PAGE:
member needs to participate," she said. "An applicant can
change its mind at the very end of the process and decide that
the applicant wants to have the associate member voting. And,
the board needs to be able to render a decision to protect the
town." She stated she has helped the board think about
implications of decisions and language, with an eye toward
avoiding lawsuits, and issues that need to be addressed to
protect the town. Lewis is the only attorney on the board.
In addition, Lewis said Sudbury, Natick, Wellesley, Cambridge
and Franklin all allow associate members to participate fully in
all board matters. She reported that Weston, Lincoln,
Framingham and Concord don't have associate members.
A former board member and previous vice chair, Rebecca
Regan, said Steinberg's decision leaves the town and all
developers who require special permits at risk. Regan
presented her comments in writing to the board, and also read
excerpts to the board.
"No member of any board should ever be empowered to vote
without the ability to ask clarifying questions, require research to
be performed to provide information to the Board or without the
ability to immediately engage in timely and critical dialogue with
the other Board members," Regan commented. "To disallow this
is irresponsible on the part of the member being asked to vote
as well as the remainder of the Board, yet this is what you
"After sitting on your first Wayland Town Board for fewer than 30
days and with a majority of your Board members being
inexperienced as well, you are now proposing to change a
successful, 14-year practice, which will result in a less efficient
process for proposals, including but not limited to the town
center proposal. The logic is glaringly absent. Rather, this
seems to be an action prompted by you to create a second class
citizenry on your board. Your recourse is the Town Election
process, not redefining the role of a Board Member. . . .
"To echo a recent Town Crier editorial by a ten-year member of
and former Planning Board chair, it is the job of all members to
begin with no predetermined decisions, to gather information
and weight the application against the bylaw," Regan continued.
"A member cannot do this in good faith if that person has been
unable to ask clarifying questions, and review the plans directly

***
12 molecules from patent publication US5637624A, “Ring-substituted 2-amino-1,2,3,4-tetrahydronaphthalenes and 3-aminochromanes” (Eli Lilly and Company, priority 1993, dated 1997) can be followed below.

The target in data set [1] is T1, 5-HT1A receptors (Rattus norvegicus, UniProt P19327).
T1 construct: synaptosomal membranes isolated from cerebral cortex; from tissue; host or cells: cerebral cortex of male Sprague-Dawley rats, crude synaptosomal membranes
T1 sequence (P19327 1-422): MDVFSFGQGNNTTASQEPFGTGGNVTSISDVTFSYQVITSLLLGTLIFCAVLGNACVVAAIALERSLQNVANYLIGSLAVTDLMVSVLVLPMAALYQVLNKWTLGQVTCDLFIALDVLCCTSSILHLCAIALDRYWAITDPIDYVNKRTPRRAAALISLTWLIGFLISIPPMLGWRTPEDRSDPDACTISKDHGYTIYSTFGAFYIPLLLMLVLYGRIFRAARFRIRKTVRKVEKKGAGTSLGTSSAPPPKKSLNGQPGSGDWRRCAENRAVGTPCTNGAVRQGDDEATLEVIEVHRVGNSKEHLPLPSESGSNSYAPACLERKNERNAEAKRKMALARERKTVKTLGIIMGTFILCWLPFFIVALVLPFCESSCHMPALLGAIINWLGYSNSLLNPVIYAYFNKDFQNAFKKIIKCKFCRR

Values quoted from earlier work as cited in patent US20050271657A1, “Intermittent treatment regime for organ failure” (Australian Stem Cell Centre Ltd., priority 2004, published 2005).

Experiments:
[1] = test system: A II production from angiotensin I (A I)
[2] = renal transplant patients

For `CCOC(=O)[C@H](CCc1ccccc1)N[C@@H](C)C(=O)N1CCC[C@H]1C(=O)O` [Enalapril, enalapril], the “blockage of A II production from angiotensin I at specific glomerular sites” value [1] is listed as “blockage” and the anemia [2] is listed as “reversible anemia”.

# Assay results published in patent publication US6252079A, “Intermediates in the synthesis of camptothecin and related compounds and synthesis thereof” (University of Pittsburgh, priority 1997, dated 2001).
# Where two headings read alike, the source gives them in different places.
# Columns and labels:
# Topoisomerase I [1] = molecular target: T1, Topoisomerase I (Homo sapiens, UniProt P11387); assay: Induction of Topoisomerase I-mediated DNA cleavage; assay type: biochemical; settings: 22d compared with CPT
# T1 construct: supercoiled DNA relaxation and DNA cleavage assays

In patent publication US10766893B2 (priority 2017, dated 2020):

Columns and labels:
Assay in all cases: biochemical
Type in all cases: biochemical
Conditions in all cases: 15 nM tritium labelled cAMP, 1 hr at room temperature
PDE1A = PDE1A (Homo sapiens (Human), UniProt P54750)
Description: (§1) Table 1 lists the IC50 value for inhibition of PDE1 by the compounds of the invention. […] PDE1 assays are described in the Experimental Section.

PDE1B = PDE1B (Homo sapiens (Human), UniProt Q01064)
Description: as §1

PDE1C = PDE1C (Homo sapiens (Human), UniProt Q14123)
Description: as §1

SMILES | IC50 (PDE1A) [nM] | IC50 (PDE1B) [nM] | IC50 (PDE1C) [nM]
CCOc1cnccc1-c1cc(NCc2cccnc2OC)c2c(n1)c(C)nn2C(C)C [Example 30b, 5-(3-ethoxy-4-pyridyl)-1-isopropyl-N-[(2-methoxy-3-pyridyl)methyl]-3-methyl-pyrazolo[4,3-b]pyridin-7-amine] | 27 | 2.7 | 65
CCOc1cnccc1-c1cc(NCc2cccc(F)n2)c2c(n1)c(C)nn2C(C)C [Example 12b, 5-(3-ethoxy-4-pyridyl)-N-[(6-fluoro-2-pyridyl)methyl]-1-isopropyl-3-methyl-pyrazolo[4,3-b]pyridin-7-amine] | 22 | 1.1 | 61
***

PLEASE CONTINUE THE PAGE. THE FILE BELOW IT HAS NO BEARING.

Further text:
with the team. If the associate member has been restricted in
the process, and a Planning Board member has missed more
than one meeting, the application may not pass without the
Two instances of delay in issuing important communications to
the members of the Planning Board have occurred since
Steinberg assumed the chairmanship. In the first incident, the
MSP application was filed on May 18 but board members were
not notified and did not receive copies until June 1.
In the second incident, Steinberg's memo communicating his
decision to relegate the associate member to the audience and
not participate in MSP hearings was not shared with members of
the board until a week later. Voters may wonder about the
procedures by which board communications occur. Certainly,
when faced with the largest project in Wayland one would think
swift communication among the members of the Planning Board
would be absolutely essential.
TOWN BOARD OPENINGS
As the MSP process perks through the Planning Board this
summer, the selectmen have a prime opportunity to place their
own players on many boards. The discrete boards also need to
provide their input into the Planning Board process. The Board
of Health has one vacancy; the Conservation Commission two.
When the chairman of the Community Preservation Committee
resigned last year after a clash with selectmen, the Board
replaced him with Betsy Connolly, a former selectman who
shared the view of the Board majority on the use of preservation
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Michael Short, Editor